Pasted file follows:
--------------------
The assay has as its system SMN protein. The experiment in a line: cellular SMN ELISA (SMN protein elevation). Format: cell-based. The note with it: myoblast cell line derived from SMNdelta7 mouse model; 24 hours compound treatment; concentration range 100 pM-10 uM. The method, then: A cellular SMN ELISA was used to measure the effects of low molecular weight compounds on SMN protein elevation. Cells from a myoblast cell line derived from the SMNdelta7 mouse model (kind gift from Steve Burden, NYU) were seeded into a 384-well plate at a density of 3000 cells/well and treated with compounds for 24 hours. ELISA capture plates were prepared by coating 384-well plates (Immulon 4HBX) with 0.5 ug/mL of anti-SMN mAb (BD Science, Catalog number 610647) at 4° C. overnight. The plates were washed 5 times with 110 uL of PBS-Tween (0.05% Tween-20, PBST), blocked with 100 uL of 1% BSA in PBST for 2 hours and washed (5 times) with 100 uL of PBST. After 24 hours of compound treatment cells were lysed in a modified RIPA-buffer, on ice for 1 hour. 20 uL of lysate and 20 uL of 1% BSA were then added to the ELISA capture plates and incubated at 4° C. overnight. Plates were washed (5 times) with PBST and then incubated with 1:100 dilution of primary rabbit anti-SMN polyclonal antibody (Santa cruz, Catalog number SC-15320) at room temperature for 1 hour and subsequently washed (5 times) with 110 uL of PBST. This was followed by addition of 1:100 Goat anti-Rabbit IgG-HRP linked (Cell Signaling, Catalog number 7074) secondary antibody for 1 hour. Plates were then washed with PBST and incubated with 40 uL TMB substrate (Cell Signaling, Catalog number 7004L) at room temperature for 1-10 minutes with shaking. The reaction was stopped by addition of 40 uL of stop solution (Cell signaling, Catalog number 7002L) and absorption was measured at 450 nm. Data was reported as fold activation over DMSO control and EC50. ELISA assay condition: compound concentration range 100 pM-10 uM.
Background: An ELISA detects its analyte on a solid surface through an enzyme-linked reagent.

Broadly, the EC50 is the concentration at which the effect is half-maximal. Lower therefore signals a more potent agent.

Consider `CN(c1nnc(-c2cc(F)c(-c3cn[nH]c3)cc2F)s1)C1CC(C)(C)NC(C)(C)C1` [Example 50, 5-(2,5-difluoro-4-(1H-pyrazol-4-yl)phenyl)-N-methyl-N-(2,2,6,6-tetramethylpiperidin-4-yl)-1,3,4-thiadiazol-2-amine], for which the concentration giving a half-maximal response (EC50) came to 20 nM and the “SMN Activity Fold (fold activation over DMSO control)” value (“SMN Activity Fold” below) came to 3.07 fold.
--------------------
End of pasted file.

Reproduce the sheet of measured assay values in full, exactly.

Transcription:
The assay has as its system SMN protein. The experiment in a line: cellular SMN ELISA (SMN protein elevation). Format: cell-based. The note with it: myoblast cell line derived from SMNdelta7 mouse model; 24 hours compound treatment; concentration range 100 pM-10 uM. The method, then: A cellular SMN ELISA was used to measure the effects of low molecular weight compounds on SMN protein elevation. Cells from a myoblast cell line derived from the SMNdelta7 mouse model (kind gift from Steve Burden, NYU) were seeded into a 384-well plate at a density of 3000 cells/well and treated with compounds for 24 hours. ELISA capture plates were prepared by coating 384-well plates (Immulon 4HBX) with 0.5 ug/mL of anti-SMN mAb (BD Science, Catalog number 610647) at 4° C. overnight. The plates were washed 5 times with 110 uL of PBS-Tween (0.05% Tween-20, PBST), blocked with 100 uL of 1% BSA in PBST for 2 hours and washed (5 times) with 100 uL of PBST. After 24 hours of compound treatment cells were lysed in a modified RIPA-buffer, on ice for 1 hour. 20 uL of lysate and 20 uL of 1% BSA were then added to the ELISA capture plates and incubated at 4° C. overnight. Plates were washed (5 times) with PBST and then incubated with 1:100 dilution of primary rabbit anti-SMN polyclonal antibody (Santa cruz, Catalog number SC-15320) at room temperature for 1 hour and subsequently washed (5 times) with 110 uL of PBST. This was followed by addition of 1:100 Goat anti-Rabbit IgG-HRP linked (Cell Signaling, Catalog number 7074) secondary antibody for 1 hour. Plates were then washed with PBST and incubated with 40 uL TMB substrate (Cell Signaling, Catalog number 7004L) at room temperature for 1-10 minutes with shaking. The reaction was stopped by addition of 40 uL of stop solution (Cell signaling, Catalog number 7002L) and absorption was measured at 450 nm. Data was reported as fold activation over DMSO control and EC50. ELISA assay condition: compound concentration range 100 pM-10 uM.
Background: An ELISA detects its analyte on a solid surface through an enzyme-linked reagent.

Broadly, the EC50 is the concentration at which the effect is half-maximal. Lower therefore signals a more potent agent.

Consider `CN(c1nnc(-c2cc(F)c(-c3cn[nH]c3)cc2F)s1)C1CC(C)(C)NC(C)(C)C1` [Example 50, 5-(2,5-difluoro-4-(1H-pyrazol-4-yl)phenyl)-N-methyl-N-(2,2,6,6-tetramethylpiperidin-4-yl)-1,3,4-thiadiazol-2-amine], for which the concentration giving a half-maximal response (EC50) came to 20 nM and the “SMN Activity Fold (fold activation over DMSO control)” value (“SMN Activity Fold” below) came to 3.07 fold.